La domenica di Pasqua, insieme a Lissi e a Xiaolei, sono andata ad aiutare Lexi, una ragazza canadese, anzi un capitano donna che vive sola su Wild Child, una barca da regata di 40 piedi, molto difficile da governare in solitaria e siccome ora è senza equipaggio, le abbiamo dato una mano a spostarla da Deep Bay a Jolly Harbour.

E’ stata una bellissima esperienza, Lexi prima di partire ci ha fatto una mini lezione di vela, ovvero abbiamo visto al computer tutte le parti della barca e le rispettive denominazioni in gergo marinaresco inglese, perché quando si naviga si deve capire al volo ciò che il Capitano sta indicando, sembra una stupidata ma nella realtà a me nessuno skipper uomo ha mai spiegato e nominato correttamente ogni cosa a bordo, si limitavano a dirmi lo stretto necessario di ciò di cui dovevo occuparmi (ancora, ormeggi, cucina e le carte nautiche per i turni al timone) senza considerare che magari in caso di emergenza mi sarei trovata impreparata. Invece Lexi oltre alla teoria ci ha portato in giro per toccare con mano, drizze, scotte, randa, fiocco, sartiame, poi per assicurarsi che sapessimo avvolgere correttamente una cima al verricello ci ha fatto fare alcune prove, perché se ti resta un dito dentro la forza del vento te lo trancia di netto, e l’idea non alletta nessuna. Una volta assegnato ad ognuna un compito, siamo partite per una fantastica veleggiata, con sole e vento di traverso a 17/18 nodi, la barca era talmente piegata che ci arrivavano gli schizzi anche oltre la paratia, lei è stata così orgogliosa delle sue Baby Sailors, ovvero neofite, che ha immediatamente scritto un articolo sul suo blog, che riporto qui sotto (in lingua inglese).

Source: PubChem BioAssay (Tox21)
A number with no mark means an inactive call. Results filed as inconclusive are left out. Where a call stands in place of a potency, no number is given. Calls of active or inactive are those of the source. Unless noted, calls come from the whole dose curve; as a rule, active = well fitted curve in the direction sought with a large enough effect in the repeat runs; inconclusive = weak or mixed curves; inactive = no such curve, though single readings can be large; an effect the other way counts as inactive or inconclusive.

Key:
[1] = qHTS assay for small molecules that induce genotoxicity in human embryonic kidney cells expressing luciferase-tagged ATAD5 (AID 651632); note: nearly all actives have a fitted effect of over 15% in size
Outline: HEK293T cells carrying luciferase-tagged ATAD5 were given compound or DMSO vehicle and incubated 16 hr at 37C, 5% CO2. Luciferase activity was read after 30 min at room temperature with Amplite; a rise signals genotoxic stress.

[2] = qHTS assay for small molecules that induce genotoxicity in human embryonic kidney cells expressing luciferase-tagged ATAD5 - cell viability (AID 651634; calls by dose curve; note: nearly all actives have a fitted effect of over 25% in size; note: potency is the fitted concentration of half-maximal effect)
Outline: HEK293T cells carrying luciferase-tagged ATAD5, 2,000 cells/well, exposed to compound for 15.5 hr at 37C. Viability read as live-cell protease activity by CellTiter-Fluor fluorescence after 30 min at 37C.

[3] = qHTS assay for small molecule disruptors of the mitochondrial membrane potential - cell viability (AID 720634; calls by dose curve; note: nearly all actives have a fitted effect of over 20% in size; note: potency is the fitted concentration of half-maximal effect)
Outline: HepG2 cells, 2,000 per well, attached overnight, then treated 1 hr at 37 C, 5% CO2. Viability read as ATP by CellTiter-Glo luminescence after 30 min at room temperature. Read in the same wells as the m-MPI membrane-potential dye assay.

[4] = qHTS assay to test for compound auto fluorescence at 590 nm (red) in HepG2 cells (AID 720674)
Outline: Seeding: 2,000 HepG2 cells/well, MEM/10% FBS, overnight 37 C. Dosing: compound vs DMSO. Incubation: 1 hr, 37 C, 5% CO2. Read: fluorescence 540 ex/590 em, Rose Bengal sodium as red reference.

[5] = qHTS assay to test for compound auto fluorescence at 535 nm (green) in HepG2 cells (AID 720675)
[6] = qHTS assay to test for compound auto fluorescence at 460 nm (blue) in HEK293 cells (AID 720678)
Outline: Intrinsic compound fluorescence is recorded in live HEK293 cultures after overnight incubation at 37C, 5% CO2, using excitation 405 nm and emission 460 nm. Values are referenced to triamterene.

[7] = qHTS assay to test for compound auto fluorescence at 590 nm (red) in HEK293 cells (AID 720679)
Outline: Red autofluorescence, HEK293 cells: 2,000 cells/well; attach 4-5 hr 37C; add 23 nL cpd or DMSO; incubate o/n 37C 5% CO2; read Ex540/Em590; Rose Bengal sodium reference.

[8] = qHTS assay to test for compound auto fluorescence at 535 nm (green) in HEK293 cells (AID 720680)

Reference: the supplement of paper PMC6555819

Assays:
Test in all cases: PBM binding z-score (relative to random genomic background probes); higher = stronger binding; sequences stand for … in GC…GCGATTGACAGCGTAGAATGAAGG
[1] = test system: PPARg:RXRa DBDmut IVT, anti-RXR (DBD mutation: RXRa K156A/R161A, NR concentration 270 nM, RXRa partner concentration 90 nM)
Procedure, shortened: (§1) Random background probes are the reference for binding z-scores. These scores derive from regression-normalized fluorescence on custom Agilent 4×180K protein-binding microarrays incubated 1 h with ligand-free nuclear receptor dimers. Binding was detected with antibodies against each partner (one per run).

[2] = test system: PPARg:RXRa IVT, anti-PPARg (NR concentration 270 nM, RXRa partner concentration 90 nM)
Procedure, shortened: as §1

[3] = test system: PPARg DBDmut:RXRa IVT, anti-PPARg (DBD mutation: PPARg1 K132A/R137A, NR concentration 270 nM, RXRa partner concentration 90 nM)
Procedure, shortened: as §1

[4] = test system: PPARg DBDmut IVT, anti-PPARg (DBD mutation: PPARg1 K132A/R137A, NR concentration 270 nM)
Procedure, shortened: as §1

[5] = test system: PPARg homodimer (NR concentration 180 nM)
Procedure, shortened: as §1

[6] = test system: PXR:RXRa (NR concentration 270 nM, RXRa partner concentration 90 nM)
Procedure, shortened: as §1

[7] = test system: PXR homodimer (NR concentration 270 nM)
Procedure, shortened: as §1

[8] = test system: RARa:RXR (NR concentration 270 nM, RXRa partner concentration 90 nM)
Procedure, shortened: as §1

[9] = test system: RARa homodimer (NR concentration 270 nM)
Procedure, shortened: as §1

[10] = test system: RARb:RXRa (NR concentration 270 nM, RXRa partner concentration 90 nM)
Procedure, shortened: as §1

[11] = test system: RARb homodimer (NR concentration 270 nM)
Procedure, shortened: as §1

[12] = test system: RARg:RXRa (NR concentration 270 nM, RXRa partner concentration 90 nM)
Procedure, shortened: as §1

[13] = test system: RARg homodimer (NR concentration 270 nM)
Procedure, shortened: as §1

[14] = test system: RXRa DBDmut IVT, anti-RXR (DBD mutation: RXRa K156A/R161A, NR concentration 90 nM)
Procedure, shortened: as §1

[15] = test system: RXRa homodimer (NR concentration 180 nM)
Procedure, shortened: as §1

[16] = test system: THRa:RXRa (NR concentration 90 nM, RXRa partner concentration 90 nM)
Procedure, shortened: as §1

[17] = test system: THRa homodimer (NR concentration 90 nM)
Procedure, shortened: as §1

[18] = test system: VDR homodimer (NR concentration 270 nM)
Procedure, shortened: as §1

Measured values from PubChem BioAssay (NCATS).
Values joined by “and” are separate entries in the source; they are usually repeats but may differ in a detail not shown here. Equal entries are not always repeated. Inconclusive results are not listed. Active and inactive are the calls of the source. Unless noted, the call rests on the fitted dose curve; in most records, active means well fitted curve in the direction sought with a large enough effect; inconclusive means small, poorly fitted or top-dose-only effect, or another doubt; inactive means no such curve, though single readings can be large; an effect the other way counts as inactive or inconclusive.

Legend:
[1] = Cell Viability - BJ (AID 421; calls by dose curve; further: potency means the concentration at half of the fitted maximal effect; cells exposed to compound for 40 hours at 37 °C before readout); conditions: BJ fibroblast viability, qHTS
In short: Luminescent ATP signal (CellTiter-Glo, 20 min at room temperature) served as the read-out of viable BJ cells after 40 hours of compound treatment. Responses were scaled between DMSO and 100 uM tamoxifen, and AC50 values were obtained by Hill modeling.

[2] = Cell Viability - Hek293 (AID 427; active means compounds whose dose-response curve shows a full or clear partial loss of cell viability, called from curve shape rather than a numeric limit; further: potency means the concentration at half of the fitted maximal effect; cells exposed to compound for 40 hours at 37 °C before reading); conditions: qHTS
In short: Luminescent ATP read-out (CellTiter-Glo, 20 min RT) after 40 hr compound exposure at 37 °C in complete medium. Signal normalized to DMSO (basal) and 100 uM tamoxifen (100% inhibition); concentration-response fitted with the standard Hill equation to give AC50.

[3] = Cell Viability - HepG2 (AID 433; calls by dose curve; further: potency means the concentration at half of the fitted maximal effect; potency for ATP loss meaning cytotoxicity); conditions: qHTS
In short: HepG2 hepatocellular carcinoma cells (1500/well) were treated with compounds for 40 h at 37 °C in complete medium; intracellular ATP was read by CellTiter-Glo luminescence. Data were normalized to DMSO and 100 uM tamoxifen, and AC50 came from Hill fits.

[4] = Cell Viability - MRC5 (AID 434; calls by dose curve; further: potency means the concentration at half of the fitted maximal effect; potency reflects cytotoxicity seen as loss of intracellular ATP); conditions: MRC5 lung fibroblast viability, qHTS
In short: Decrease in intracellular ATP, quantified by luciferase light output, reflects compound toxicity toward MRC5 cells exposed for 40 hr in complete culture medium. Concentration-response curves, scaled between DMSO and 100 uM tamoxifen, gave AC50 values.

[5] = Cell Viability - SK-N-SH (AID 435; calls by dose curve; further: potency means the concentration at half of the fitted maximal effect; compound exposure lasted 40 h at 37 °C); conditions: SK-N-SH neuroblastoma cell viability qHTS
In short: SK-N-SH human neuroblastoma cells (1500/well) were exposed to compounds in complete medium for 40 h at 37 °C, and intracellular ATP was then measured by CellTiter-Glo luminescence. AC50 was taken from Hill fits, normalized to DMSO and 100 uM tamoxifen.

Adesso scappo perché ho molte cose da fare, sto iniziando il conto alla rovescia per la traversata atlantica, ma ve lo racconterò in un articolo a parte… giuro che lo pubblicherò prima di partire, ovvero tra una settimana circa.

Jolly Harbor Bay

Estratto dal blog di Captain Lexi

All Girl Crew

I was contacted by an Italian girl, Stefania, who is down here in Antigua waiting to crew a yacht across the Atlantic. She answered my ad looking for crew, she thought hey, why not make friends with another girl sailor down here. Although she was not in a position to come be my crew she does have a week free. She offered to bring some friends and help me sail WildChild over to Jolly Harbour. So Yesterday we did exactly that.I admit I forgot to turn on my GPS tracker for the sail yesterday so it looks like WildChild just magically appeared back in Jolly Harbour, whoops my bad.

Stefania was the glue that made this wonderful moment happen. She had recently met these other sailor girls thru facebook and all three of these women were happy to come meet me and help me move WildChild around the corner. If you have been following me for any length of time you will know that I am very much about female empowerment, I just love girl power.